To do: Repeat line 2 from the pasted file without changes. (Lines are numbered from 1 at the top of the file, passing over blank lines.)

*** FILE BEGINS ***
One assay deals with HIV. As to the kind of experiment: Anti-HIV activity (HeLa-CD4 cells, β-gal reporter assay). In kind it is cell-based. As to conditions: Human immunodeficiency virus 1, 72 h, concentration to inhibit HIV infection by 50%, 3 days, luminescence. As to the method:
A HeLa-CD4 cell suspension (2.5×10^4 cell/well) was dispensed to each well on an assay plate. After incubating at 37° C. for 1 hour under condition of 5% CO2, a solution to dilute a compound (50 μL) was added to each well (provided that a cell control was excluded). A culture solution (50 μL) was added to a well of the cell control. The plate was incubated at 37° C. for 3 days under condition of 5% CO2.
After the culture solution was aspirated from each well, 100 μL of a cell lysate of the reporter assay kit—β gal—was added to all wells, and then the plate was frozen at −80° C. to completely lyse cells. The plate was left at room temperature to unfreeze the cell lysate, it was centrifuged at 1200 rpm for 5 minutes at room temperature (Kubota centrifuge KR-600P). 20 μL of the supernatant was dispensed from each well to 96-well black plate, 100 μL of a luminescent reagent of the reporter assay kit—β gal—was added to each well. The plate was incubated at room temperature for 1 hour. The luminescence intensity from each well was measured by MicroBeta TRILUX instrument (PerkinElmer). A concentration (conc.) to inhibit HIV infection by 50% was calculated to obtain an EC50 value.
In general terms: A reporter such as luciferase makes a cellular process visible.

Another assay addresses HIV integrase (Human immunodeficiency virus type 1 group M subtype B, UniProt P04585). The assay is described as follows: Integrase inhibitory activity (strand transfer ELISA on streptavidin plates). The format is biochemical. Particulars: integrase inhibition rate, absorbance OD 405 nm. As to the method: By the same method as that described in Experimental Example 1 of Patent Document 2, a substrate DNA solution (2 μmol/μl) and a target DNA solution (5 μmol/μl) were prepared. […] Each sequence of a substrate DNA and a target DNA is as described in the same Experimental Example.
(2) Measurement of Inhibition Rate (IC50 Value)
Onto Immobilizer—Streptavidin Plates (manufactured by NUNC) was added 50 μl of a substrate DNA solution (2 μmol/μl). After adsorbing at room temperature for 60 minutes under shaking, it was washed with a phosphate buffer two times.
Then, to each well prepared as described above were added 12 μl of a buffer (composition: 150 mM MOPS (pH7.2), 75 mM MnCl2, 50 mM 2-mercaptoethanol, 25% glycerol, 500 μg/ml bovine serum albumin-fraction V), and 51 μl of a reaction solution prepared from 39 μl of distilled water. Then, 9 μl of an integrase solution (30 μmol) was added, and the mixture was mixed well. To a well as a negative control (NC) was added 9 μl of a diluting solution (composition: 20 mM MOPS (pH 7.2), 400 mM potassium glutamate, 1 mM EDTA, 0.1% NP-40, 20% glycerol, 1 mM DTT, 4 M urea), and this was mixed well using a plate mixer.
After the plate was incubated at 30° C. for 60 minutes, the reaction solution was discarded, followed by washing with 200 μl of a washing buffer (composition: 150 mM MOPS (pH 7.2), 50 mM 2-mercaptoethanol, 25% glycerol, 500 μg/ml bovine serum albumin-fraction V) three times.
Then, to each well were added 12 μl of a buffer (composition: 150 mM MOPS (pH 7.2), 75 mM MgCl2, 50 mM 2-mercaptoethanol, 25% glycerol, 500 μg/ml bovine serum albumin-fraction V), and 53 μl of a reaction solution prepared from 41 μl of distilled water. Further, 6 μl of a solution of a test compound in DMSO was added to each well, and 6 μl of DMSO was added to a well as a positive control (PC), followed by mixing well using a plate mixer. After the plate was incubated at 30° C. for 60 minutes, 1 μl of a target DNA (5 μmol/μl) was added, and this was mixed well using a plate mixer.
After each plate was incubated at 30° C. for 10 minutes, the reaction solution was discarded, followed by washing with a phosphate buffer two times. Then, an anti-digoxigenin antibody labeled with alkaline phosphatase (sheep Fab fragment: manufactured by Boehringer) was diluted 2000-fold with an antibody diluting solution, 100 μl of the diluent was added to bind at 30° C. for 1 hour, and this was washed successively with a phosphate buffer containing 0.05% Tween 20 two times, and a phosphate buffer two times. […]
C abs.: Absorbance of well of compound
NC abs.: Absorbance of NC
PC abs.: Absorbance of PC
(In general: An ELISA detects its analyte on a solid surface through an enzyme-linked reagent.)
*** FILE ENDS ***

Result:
A HeLa-CD4 cell suspension (2.5×10^4 cell/well) was dispensed to each well on an assay plate. After incubating at 37° C. for 1 hour under condition of 5% CO2, a solution to dilute a compound (50 μL) was added to each well (provided that a cell control was excluded). A culture solution (50 μL) was added to a well of the cell control. The plate was incubated at 37° C. for 3 days under condition of 5% CO2.